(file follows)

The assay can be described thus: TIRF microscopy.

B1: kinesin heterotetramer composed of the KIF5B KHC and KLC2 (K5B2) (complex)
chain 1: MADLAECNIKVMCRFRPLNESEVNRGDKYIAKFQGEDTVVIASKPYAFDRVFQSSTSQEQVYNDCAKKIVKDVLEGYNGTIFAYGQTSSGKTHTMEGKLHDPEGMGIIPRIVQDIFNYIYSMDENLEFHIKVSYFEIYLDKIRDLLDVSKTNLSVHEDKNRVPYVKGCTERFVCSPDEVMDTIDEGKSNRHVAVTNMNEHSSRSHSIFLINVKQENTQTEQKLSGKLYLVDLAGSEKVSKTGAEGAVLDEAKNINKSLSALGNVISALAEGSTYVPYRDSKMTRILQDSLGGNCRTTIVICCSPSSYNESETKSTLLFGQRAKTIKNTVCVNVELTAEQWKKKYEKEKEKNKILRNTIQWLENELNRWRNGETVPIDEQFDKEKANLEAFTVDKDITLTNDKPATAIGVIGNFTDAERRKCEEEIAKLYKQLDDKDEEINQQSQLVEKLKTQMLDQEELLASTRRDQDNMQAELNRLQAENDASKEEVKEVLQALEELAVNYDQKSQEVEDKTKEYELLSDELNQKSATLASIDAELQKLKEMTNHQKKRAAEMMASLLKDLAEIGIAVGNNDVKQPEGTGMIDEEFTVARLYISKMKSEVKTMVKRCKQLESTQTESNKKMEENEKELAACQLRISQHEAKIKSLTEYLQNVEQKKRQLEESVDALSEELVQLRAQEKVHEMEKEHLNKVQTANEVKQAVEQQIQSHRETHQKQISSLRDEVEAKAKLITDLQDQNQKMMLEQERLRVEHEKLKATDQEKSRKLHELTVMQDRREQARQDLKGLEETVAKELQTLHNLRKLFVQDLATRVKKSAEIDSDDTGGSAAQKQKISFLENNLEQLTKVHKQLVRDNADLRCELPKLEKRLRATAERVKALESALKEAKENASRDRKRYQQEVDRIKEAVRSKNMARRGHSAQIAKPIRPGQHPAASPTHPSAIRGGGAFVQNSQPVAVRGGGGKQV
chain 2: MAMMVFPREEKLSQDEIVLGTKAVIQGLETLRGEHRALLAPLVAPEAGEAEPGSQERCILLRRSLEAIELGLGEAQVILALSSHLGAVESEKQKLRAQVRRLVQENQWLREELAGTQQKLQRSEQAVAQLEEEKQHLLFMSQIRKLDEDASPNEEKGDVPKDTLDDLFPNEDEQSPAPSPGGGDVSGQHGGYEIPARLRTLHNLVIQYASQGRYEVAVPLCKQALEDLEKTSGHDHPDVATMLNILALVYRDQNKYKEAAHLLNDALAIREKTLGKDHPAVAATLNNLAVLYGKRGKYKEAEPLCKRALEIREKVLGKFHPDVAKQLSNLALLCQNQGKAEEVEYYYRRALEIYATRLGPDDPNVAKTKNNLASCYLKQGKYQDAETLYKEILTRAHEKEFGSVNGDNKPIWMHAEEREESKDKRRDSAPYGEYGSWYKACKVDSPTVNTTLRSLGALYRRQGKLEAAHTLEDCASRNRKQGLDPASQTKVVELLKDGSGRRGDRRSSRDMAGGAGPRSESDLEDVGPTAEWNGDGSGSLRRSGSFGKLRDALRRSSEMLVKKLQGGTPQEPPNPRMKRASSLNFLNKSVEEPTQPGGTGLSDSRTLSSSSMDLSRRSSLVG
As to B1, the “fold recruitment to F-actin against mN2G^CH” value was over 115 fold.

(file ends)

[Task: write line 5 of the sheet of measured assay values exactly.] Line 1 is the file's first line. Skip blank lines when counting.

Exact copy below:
As to B1, the “fold recruitment to F-actin against mN2G^CH” value was over 115 fold.